In fact, this is precisely what the Prophet ﷺ would often do; when ‘Utba b. Rabi‘ā came offering the Prophet Muhammad ﷺ fortune, women, leadership, physicians, and anything else necessary to end his call – what was the prophetic response? He ﷺ was not thwarted by this array of personal offenses from his call to God, nor was he tempted to immediately disprove – though the Quran sometimes did – these baseless accusations of greed, lust, and insanity. Instead, he simply and respectfully said, “Have you concluded, O Abu al-Walīd? Then hear me out…” and proceeded to recite the opening verses from Surat Fuṣṣilat. ‘Utba did not just fail at the negotiation but was so moved by the Quran that he leapt at the Prophet ﷺ and placed a hand over his mouth, pleading with him in defeat to not recite any further. Considering the fact that we should all be calling to Allah in one capacity or another, we should critically consider if this Prophetic ratio of sharing-revelation versus crafting-refutation is reflected in our technique.

We must anchor the good more than we destabilize the evil

The Prevailing Paradigms

We must also trust this process when encountering the various secular philosophies of our modern era. Unfortunately, it is rare to find a Muslim focused on persuading people of the merits of a God-centric lifestyle, while many can be found fixated on combating atheistic liberalism head-on. Similarly, too few Muslims are dedicated to crafting compelling illustrations of how Islam best actualizes gender justice and social harmony, while many have endless energy solely for deconstructing secular feminism. Of course, we all see what this inverted strategy produces each time it is employed; more defensiveness and less willingness to embrace God’s guidance. Is this the desired result, or a bull’s eye on the wrong target? If we are truly invested in people’s wellbeing and salvation, we must recognize that it is not enough to critique the dominant narrative; we need to offer a better narrative. Colonialism and its foreign ideas, for instance, only invaded our worldviews after the collective Muslim heart and mind became colonizable. It was only after we deteriorated spiritually and intellectually did the political debacle of our civilization take place and the ideological invasions ensued. Recognizing this allows us to administer the proper remedy; reintroducing the reality of Islam and tirelessly reminding others about it, not attacking their current convictions and assuming they know better and are simply stubborn and defiant, or assuming that they will take a ‘leap of faith’ and resign to a directionless void before a superior alternative worth subscribing to is identified. It is noteworthy here to highlight the sad transitioning of the Muslim (and non-Muslim) world from one sociopolitical dogma to another in the past century, further proving that our vulnerability to endless -isms is more our disease than whichever particular ideology we are currently experimenting with.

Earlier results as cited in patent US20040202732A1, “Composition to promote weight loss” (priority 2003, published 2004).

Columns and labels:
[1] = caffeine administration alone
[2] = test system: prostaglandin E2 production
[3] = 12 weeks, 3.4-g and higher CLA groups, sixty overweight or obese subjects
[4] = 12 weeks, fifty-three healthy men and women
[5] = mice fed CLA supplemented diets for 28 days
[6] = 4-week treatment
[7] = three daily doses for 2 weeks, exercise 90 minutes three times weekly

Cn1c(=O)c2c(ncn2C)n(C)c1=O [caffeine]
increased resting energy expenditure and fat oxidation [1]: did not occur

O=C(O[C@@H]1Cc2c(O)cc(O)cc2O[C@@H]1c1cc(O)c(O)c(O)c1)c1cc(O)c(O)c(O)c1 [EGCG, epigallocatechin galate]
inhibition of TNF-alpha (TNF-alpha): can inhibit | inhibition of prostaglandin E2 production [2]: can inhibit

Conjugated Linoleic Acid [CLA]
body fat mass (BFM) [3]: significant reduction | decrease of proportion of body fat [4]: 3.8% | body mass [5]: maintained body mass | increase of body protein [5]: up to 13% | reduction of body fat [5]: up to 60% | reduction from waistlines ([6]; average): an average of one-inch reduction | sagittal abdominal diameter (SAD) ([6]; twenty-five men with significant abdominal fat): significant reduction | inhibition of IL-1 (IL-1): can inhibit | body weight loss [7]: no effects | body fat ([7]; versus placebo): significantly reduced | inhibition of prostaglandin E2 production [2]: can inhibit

Our righteous predecessors would prioritize educating the masses about the Sunnah, as teaching it will leave no room in Muslim practice for the infiltration of bid‘ah. But if we are duped into predominantly fighting each newly emerging bid‘ah, the few times we triumph may be followed with yet another bid‘ah replacing it to fill the void. It is also like telling our children “no” all the time, in that without detailing out for people where the “yes” spheres are, they will continue to expend their energy and curiosity in ways that you must object to, which further frustrates them towards rebellion, and the downward vicious spiral continues.

Final Thoughts

This is the way of Allah, and the way of His Messenger ﷺ, and I pray you develop your narrative around it as well.